Income Inequality and Income Risk in 21st Century

Paper Session

Saturday, Jan. 7, 2017 2:30 PM – 4:30 PM

Hyatt Regency Chicago, Grand Ballroom CD North
Hosted By: American Economic Association
  • Chair: Fatih Guvenen, University of Minnesota

The Rise and Nature of Alternative Work Arrangements in the United States

Lawrence Katz
,
Harvard University
Alan Krueger
,
Princeton University

Abstract

To monitor trends in alternative work arrangements, we conducted a version of the Contingent Worker Survey as part of the RAND American Life Panel (ALP) in late 2015. The findings point to a significant rise in the incidence of alternative work arrangements in the U.S. economy from 2005 to 2015. The percentage of workers engaged in alternative work arrangements – defined as temporary help agency workers, on-call workers, contract workers, and independent contractors or freelancers – rose from 10.7 percent in February 2005 to 15.8 percent in late 2015. Longitudinal and time-series evidence point to a limited role for unemployment in the rise of alternative work. Instead, secular changes, such as technological innovations that standardize work and rising inequality, are creating incentives for a fissuring of workplaces.<br />
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Risk, Self-Insurance and Precautionary Saving Response

Andreas Fagereng
,
Statistics Norway
Luigi Guiso
,
Einaudi Institute for Economics and Finance
Luigi Pistaferri
,
Stanford University

Abstract

The theory of precautionary savings states that an increase in risk induces households to defer consumption to the future at the expense of current consumption - i.e. they choose a steeper age-consumption profile to pile precautionary assets. One way to test for precautionary saving effects is to estimate a consumption Euler equation, regressing expected consumption growth on the volatility of future consumption growth. The major problem is to find a measure of the latter that is idiosyncratic, observable, and exogenous. Income volatility is the typical choice adopted in the literature, but it has the problem that it may reflect partly risk, partly choice. To solve this endogeneity problems, we instrument consumption volatility with the firm-specific variance of value added shocks. The instrument is valid because, as we document, firms pass some of their productivity shocks onto wages (i.e., there is only partial insurance). Moreover, for most workers  firm-related shocks are non-manipulable and hard to avoid. We use Norwegian administrative data on income and assets to construct a measure of consumption and implement our research design using matched employer-employee data on wages and measures of firm performance. Our preliminary estimates suggest a coefficient of relative prudence of 2.5, which is in a very plausible range.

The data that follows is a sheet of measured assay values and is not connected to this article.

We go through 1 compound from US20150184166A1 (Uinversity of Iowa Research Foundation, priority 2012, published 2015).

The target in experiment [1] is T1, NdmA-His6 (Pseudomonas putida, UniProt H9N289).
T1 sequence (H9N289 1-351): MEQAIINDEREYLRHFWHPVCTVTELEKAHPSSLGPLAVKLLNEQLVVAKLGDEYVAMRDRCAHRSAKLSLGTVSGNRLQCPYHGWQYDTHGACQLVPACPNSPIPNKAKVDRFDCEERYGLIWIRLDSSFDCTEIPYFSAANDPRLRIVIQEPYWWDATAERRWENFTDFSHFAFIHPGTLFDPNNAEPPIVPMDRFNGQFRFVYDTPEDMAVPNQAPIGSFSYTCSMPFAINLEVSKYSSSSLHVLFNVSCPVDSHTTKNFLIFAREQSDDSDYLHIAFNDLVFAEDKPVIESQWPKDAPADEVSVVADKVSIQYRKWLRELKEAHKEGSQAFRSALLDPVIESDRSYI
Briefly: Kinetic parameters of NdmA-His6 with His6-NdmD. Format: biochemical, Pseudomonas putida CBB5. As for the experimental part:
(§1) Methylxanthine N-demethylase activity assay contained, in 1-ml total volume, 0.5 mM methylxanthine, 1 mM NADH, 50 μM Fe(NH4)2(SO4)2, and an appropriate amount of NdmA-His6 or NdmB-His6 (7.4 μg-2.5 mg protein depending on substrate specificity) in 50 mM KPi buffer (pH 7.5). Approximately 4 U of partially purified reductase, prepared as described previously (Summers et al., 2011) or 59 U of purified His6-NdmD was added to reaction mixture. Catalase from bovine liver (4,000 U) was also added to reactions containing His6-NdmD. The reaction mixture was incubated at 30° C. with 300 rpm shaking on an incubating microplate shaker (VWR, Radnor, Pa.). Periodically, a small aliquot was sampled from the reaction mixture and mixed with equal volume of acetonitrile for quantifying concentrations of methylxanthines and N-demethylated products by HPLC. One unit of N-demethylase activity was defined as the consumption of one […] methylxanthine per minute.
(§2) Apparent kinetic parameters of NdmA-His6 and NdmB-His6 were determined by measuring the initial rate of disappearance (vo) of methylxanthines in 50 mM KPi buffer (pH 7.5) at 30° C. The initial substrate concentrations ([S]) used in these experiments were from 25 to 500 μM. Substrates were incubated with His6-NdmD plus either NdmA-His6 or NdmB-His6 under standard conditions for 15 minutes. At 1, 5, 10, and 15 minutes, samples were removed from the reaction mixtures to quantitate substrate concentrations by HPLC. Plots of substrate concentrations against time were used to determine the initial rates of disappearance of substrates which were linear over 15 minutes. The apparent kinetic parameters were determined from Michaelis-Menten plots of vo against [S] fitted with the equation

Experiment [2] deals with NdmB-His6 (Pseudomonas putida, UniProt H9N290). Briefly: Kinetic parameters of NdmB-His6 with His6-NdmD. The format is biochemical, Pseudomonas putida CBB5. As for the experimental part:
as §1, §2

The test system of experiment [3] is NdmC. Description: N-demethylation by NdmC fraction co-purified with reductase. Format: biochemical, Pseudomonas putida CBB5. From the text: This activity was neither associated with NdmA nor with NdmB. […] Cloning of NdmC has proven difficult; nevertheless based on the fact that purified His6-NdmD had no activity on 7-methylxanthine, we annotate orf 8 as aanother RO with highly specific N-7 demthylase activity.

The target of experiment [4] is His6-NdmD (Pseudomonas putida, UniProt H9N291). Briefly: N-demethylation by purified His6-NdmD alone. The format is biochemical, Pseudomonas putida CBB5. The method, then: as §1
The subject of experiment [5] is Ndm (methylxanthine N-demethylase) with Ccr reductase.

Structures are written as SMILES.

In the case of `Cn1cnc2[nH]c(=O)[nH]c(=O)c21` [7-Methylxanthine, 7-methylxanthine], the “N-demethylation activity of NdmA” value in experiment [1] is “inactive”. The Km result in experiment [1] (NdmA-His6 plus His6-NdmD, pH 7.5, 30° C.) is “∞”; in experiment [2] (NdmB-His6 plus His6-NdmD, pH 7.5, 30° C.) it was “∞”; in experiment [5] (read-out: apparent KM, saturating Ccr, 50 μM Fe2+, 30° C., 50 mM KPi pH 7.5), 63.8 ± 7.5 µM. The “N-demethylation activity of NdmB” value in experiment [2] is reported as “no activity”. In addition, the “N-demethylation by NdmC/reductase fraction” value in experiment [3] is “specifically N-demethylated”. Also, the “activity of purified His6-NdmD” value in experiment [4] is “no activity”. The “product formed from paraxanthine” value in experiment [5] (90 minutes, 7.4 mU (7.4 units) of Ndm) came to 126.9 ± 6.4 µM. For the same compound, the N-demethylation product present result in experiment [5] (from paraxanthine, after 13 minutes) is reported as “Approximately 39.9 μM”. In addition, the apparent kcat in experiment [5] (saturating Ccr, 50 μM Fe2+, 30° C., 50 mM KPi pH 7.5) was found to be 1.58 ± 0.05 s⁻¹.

Systematic Earnings Risk

Fatih Guvenen
,
University of Minnesota
Samuel Schulhofer-Wohl
,
Federal Reserve Bank of Chicago
Jae Song
,
U.S. Social Security Administration
Motohiro Yogo
,
Princeton University

Abstract

We use administrative data on earnings to estimate how aggregate risk exposure to GDP and stock returns varies across gender, age, earnings level, and industry. Aggregate risk exposure is U-shaped with respect to the earnings level. In the middle of the earnings distribution, males, younger individuals, and those in construction and durable manufacturing are more exposed to aggregate risk. At the top of the earnings distribution, older individuals and those in finance are more exposed to aggregate risk. We then extend the analysis to study how individuals’ earnings covary jointly with average industry wage, average firm wage, in addition to GDP and find interesting variation across the population and firms with different characteristics. We discuss some implications of our findings for macroeconomics and finance.

Global Inequality Dynamics: New Findings from WID.world

Facundo Alvaredo
,
Paris School of Economics
Anthony B. Atkinson
,
University of Oxford
Lucas Chancel
,
Paris School of Economics
Thomas Piketty
,
Paris School of Economics
Emmanuel Saez
,
University of California-Berkeley
Gabriel Zucman
,
University of California-Berkeley

Abstract

This paper presents new findings on global inequality dynamics from the World Wealth and Income Database (WID.world), with particular emphasis on the contrast between the trends observed in the United States, China, France, and the United Kingdom. We observe rising top income and wealth shares in nearly all countries in recent decades. But the magnitude of the increase varies substantially, thereby suggesting that different country-specific policies and institutions matter considerably. Long-run wealth inequality dynamics appear to be highly unstable. We stress the need for more democratic transparency on income and wealth dynamics and better access to administrative and financial data.
JEL Classifications
  • J6 - Mobility, Unemployment, Vacancies, and Immigrant Workers